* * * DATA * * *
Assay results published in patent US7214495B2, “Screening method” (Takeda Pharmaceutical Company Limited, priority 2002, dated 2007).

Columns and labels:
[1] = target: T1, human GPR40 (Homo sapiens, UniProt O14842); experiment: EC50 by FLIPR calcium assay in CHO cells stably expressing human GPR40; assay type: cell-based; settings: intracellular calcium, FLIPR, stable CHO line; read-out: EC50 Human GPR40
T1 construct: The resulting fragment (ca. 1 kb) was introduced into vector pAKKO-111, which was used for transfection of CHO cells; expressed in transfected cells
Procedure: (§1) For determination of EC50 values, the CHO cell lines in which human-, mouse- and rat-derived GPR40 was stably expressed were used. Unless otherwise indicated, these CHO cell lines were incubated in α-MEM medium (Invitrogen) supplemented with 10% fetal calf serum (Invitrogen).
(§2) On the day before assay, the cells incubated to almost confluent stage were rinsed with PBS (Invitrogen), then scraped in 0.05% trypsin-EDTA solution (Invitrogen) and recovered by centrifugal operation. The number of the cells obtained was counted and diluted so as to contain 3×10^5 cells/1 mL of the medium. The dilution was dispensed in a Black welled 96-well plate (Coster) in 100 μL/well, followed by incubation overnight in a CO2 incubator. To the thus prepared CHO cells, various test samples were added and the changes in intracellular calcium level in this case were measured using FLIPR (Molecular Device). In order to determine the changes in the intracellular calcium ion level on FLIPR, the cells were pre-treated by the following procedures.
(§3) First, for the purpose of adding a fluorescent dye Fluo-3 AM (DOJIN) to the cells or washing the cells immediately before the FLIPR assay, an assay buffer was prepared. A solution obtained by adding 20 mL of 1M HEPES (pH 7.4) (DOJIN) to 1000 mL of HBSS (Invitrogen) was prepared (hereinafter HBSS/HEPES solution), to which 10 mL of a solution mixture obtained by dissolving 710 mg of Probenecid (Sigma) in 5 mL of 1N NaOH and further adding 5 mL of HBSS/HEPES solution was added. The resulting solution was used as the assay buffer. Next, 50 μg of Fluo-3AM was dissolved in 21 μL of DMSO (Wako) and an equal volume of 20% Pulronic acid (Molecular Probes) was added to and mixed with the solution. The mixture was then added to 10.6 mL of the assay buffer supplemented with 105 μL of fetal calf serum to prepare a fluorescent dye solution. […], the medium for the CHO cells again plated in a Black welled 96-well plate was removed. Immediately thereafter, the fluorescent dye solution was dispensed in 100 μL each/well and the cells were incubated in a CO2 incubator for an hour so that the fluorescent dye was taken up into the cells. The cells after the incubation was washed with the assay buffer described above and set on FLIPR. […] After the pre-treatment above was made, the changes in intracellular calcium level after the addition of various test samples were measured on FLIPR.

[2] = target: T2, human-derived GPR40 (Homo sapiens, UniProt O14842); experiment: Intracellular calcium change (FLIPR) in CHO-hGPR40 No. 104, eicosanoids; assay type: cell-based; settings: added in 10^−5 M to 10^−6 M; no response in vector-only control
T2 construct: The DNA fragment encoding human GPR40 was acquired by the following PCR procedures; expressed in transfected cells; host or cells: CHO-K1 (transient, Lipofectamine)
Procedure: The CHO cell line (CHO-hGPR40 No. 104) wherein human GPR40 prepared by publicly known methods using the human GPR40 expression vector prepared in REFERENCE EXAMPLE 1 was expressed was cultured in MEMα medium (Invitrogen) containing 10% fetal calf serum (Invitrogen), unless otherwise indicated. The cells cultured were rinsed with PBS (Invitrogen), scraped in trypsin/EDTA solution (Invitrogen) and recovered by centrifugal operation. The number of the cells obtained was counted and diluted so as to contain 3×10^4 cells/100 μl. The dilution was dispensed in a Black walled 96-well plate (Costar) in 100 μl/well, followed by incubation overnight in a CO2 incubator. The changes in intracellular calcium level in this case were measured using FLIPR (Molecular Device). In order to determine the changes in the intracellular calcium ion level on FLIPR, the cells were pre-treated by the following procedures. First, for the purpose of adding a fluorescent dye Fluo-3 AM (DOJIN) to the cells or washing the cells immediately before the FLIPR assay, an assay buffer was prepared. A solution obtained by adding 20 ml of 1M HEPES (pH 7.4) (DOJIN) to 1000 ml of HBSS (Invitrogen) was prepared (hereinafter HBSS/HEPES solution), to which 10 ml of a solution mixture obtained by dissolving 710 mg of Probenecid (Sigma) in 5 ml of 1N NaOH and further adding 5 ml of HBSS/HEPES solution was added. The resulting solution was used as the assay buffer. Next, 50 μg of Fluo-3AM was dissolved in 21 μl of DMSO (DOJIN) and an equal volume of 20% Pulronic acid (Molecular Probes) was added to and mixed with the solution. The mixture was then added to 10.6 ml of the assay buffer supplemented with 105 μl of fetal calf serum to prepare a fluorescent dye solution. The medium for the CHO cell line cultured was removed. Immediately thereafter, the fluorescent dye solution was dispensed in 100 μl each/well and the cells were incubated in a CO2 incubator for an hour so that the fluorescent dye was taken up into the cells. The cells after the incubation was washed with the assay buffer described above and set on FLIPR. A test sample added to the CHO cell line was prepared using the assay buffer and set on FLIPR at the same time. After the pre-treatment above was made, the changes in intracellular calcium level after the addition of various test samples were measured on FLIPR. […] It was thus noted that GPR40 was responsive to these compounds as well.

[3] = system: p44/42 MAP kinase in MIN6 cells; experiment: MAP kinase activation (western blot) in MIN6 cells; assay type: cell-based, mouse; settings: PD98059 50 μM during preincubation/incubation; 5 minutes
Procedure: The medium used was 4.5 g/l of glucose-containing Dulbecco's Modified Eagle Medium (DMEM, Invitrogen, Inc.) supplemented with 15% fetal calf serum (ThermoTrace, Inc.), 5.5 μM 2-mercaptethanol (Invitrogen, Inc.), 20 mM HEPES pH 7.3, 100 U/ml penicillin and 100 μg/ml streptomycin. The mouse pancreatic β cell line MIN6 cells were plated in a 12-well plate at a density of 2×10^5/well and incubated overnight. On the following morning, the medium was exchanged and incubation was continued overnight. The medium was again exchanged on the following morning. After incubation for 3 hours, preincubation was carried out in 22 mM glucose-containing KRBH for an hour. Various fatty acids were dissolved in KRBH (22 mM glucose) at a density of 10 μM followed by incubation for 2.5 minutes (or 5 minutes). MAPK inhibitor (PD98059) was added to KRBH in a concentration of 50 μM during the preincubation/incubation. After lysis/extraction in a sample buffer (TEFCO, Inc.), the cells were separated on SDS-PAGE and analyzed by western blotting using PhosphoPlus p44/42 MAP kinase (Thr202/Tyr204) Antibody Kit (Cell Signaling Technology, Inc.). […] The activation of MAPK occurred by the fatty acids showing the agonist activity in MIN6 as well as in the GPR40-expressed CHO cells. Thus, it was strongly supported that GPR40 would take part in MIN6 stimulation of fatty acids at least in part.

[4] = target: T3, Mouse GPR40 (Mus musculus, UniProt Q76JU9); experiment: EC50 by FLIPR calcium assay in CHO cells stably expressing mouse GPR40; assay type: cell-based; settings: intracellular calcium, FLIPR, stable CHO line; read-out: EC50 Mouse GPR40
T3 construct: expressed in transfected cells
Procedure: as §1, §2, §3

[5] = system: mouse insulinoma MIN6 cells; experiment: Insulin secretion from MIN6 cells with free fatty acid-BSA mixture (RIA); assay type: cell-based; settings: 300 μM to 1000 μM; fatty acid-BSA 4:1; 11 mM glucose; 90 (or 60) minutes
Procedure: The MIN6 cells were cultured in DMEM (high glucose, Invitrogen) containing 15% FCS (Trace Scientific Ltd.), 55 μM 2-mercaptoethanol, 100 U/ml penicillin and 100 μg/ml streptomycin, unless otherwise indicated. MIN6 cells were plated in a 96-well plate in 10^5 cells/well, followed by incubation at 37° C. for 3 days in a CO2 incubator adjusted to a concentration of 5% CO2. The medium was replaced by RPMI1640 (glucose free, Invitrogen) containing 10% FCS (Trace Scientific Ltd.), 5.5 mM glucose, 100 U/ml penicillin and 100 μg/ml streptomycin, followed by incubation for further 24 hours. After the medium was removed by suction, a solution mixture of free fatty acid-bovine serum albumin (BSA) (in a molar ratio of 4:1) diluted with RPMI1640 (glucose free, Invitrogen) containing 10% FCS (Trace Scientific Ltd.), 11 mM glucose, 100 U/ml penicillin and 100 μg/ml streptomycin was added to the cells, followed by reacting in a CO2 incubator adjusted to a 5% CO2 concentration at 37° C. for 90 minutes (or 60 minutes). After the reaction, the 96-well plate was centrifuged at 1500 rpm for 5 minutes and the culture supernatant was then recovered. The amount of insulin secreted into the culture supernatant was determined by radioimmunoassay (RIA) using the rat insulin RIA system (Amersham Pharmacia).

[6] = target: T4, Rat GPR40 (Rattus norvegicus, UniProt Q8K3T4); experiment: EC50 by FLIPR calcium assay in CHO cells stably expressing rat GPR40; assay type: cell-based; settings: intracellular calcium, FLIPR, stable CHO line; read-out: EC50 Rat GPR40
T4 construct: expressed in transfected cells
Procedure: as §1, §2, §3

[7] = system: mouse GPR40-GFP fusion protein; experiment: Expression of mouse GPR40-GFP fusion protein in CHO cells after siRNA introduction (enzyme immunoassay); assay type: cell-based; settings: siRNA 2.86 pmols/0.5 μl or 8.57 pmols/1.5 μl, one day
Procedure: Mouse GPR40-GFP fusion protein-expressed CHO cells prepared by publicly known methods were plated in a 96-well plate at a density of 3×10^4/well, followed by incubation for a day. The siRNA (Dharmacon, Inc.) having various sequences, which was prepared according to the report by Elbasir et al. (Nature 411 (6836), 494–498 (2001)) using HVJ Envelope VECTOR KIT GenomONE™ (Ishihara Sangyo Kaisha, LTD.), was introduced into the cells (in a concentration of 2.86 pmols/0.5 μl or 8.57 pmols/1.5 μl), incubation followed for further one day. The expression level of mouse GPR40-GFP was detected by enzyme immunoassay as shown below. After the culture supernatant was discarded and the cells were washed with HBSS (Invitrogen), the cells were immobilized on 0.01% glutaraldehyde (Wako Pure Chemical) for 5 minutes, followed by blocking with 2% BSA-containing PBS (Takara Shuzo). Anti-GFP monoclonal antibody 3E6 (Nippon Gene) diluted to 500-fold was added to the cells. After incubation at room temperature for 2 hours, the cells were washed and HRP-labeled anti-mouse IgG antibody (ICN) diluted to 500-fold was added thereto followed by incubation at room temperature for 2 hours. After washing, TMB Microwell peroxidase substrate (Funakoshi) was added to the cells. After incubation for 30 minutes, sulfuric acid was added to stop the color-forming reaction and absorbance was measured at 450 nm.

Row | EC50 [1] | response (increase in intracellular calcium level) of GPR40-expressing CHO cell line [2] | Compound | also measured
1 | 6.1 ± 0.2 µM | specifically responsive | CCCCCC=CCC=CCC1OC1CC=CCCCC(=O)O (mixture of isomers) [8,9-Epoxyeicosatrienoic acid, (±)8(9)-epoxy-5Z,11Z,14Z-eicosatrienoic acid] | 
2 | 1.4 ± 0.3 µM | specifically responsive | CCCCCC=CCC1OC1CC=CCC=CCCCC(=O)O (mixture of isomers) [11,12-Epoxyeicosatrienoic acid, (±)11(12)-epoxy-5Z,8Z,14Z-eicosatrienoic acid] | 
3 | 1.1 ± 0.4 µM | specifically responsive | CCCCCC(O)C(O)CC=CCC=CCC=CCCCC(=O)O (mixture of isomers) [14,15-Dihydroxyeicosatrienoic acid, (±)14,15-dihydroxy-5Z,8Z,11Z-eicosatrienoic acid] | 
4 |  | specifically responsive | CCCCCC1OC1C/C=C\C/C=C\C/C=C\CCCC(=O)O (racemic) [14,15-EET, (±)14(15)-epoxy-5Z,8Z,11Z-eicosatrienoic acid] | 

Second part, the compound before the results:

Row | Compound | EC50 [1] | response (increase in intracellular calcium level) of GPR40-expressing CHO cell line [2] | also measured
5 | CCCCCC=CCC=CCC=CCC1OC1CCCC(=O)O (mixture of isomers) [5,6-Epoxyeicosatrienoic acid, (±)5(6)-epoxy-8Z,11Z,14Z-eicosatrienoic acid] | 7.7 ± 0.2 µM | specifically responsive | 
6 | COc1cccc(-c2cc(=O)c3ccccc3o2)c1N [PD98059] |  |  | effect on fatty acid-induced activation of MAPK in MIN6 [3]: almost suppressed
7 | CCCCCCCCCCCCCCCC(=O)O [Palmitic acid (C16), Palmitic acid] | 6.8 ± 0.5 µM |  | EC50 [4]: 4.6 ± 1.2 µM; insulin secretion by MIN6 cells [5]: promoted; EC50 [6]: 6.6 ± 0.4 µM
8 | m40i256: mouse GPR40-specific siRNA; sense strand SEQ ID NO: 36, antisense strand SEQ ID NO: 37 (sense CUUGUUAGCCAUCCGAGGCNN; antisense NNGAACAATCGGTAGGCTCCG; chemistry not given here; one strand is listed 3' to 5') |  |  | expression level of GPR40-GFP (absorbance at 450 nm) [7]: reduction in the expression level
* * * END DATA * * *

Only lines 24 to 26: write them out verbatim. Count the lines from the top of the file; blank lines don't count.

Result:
1 | 6.1 ± 0.2 µM | specifically responsive | CCCCCC=CCC=CCC1OC1CC=CCCCC(=O)O (mixture of isomers) [8,9-Epoxyeicosatrienoic acid, (±)8(9)-epoxy-5Z,11Z,14Z-eicosatrienoic acid] | 
2 | 1.4 ± 0.3 µM | specifically responsive | CCCCCC=CCC1OC1CC=CCC=CCCCC(=O)O (mixture of isomers) [11,12-Epoxyeicosatrienoic acid, (±)11(12)-epoxy-5Z,8Z,14Z-eicosatrienoic acid] | 
3 | 1.1 ± 0.4 µM | specifically responsive | CCCCCC(O)C(O)CC=CCC=CCC=CCCCC(=O)O (mixture of isomers) [14,15-Dihydroxyeicosatrienoic acid, (±)14,15-dihydroxy-5Z,8Z,11Z-eicosatrienoic acid] | 